Four sources told Sports Illustrated Rodriguez appears on a list of 104 players as having failed a drug test for two anabolic steroids, Primobolan and testosterone, in tests conducted as part of a Major League Baseball investigation. The New York Times also confirmed the story, citing two sources.
At the time, Rodriguez was playing for the Texas Rangers and was the year's American League home run king and MVP. Baseball did not have penalties for steroid use in 2003 and the results were to remain sealed and anonymous -- but in 2004 federal agents seized the records from a Long Beach, Calif., lab.
"I think it's a big deal for Major League Baseball because here was the player that they really had counted on to be their feel-good guy," Sports Illustrated writer Selena Roberts told CBS News. "Until now he had always said he was the clean one and I think most people believed that."
In a statement issued Saturday but the MLB, Executive Vice President of Labor Relations Rob Manfred said, "We are disturbed by the allegations... Because the survey testing that took place in 2003 was intended to be non-disciplinary and anonymous, we can not make any comment on the accuracy of this report as it pertains to the player named."
Watch more from the interview with Sports Illustrated reporter Selena Roberts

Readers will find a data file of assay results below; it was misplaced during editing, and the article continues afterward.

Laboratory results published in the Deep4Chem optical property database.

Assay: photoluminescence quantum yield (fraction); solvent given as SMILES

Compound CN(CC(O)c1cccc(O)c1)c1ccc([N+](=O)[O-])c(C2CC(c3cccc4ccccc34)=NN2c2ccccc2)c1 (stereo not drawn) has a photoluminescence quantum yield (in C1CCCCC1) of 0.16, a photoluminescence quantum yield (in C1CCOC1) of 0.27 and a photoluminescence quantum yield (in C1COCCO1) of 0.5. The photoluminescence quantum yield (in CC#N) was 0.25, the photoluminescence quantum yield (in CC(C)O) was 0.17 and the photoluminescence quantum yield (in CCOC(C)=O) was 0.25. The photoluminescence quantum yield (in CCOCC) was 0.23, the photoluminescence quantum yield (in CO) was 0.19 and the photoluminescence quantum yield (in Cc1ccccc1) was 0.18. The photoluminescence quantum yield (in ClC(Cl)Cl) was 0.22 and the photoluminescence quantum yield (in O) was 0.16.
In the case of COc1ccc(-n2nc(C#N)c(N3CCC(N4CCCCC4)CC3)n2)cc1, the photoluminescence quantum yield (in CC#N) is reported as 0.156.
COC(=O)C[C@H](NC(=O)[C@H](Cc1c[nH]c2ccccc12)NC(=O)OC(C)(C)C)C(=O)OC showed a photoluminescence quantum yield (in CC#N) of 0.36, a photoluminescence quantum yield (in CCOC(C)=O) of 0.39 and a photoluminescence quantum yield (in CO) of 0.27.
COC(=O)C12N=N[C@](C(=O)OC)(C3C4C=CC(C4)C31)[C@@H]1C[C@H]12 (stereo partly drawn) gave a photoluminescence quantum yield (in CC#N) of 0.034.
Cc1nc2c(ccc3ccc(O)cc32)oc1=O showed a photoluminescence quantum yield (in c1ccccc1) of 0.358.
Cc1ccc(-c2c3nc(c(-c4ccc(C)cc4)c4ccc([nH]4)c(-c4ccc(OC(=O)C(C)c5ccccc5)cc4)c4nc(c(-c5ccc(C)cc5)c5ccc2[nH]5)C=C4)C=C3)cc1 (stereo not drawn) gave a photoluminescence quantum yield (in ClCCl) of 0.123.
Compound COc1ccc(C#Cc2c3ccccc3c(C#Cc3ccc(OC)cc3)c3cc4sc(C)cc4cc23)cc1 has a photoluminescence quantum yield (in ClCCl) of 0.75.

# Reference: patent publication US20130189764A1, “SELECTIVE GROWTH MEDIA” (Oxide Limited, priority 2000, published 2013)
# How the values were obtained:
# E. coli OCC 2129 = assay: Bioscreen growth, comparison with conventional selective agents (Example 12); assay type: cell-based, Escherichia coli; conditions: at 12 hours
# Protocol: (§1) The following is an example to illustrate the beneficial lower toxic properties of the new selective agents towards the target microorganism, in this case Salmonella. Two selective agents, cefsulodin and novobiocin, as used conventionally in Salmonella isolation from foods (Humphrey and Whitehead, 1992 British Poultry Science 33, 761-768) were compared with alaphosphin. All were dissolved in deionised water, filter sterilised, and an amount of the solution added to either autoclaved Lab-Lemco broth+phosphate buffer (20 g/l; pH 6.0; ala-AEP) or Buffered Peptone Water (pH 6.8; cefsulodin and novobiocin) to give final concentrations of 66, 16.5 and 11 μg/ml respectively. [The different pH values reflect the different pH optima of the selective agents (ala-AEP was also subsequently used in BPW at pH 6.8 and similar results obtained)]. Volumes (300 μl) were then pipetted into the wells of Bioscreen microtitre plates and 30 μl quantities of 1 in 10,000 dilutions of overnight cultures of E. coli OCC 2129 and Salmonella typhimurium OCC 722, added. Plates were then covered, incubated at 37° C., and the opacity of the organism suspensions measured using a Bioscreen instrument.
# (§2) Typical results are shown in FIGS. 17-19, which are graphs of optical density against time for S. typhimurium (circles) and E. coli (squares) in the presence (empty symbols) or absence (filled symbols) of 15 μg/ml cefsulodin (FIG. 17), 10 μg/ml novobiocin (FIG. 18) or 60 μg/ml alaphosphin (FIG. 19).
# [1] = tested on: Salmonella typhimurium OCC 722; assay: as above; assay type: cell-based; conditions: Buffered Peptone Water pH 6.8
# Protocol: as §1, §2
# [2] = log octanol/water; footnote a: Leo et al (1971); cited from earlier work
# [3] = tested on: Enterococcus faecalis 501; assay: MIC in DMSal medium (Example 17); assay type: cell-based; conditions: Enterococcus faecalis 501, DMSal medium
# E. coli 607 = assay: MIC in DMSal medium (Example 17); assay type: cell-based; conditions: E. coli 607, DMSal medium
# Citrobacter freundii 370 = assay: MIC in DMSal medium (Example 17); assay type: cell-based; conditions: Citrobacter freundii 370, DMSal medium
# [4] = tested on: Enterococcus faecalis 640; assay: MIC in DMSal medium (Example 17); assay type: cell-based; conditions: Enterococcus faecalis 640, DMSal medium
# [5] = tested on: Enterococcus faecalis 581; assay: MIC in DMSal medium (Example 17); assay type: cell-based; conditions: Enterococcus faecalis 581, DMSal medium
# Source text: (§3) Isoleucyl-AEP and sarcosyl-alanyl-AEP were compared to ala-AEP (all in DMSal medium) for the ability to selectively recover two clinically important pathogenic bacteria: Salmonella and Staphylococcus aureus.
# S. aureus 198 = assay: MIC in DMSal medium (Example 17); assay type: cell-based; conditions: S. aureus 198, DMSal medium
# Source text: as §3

Dozens of baseball greats, including 7-time Cy Young award winner Roger Clemens, were outed for using steroids in George Mitchell's 2007 investigation. But Rodriguez was not known to be involved, and , he denied ever taking steroids, human growth hormone or any other performance-enhancing substance.
"I've never felt overmatched on the baseball field," he told Couric. I felt that if I did my, my work as I've done since I was, you know, a rookie back in Seattle, I didn't have a problem competing at any level," he said.
Yankees fans were not kind in the wake of Saturday's report. "It shows that he's a hypocrite. A liar and a hypocrite," said fan Jonathan Ceresa.
So far Rodriguez has not commented on the allegations. CBS News placed calls to his agent Saturday but they were not returned.
Tom Verducci, co-author of the new book "The Yankee Years," told CBS News' Jeff Glor he's not surprised by the news.
"I just think that we've been through this so many times before, and we understand that during that period of what has been referred to as 'the steroid era,' there were so many players who were involved in this kind of activity. As the years go by, we're finding out about more and more of those. It's sad to say, but we can't be surprised any more."
Verducci added: "I think baseball and the union have done a very good job getting their handle on this problem. Listen, they'll never be able to fully eradicate drugs from the game. Just not the nature when you're dealing with competitive people, and when chemistry continues to develop to avoid testing. But the fact is, we are miles away from where we were, even going back to 2003."
Punishment for positive testing is much more severe now than it was in 2003, and it had appeared that MLB was getting over a tarnished hump.
However, Verducci said, "at least publicly this does pull baseball back into the vortex of steroids, and that as a public issue."
The revelations come at a time when baseball's focus on drugs has concerned Barry Bonds and the legal maneuvering leading to the start of his trial March 2. The government is trying to prove the home run king lied when he told a grand jury he never knowingly took performance-enhancing drugs.